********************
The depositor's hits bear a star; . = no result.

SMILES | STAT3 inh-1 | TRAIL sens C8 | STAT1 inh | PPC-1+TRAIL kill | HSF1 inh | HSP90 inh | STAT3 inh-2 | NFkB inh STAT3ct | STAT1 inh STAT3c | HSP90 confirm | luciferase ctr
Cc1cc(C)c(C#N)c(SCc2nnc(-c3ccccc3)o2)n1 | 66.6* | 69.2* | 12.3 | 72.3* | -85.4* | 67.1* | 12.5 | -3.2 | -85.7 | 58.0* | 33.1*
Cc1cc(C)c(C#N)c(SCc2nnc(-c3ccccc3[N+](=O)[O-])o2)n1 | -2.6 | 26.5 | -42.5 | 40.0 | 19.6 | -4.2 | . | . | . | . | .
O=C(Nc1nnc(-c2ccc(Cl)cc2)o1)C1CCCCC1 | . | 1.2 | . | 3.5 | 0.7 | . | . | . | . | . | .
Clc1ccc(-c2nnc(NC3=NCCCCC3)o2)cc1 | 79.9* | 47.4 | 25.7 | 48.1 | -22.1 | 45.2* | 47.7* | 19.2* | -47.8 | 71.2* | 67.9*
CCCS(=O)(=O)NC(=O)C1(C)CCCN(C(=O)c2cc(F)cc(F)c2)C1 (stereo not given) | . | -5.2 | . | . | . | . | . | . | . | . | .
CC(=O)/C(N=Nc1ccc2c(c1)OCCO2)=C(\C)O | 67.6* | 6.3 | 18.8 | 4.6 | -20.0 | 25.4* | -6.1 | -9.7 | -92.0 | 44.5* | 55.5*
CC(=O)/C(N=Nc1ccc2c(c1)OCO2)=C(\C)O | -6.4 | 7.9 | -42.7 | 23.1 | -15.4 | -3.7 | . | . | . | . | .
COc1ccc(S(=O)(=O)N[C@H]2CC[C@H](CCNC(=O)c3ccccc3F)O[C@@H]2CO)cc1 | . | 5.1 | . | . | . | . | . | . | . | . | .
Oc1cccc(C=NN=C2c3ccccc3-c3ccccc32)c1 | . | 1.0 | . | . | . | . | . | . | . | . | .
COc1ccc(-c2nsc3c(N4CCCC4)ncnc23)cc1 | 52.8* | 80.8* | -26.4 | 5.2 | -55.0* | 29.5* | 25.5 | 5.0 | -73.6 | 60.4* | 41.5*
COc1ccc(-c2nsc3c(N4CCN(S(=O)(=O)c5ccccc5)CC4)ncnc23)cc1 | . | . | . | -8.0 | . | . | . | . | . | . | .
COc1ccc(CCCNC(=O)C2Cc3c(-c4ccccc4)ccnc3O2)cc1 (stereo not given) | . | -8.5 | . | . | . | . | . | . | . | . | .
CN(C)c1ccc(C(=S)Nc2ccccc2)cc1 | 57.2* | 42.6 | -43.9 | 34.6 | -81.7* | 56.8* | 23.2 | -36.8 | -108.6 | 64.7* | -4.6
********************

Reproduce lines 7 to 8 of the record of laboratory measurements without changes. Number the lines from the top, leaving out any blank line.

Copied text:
CCCS(=O)(=O)NC(=O)C1(C)CCCN(C(=O)c2cc(F)cc(F)c2)C1 (stereo not given) | . | -5.2 | . | . | . | . | . | . | . | . | .
CC(=O)/C(N=Nc1ccc2c(c1)OCCO2)=C(\C)O | 67.6* | 6.3 | 18.8 | 4.6 | -20.0 | 25.4* | -6.1 | -9.7 | -92.0 | 44.5* | 55.5*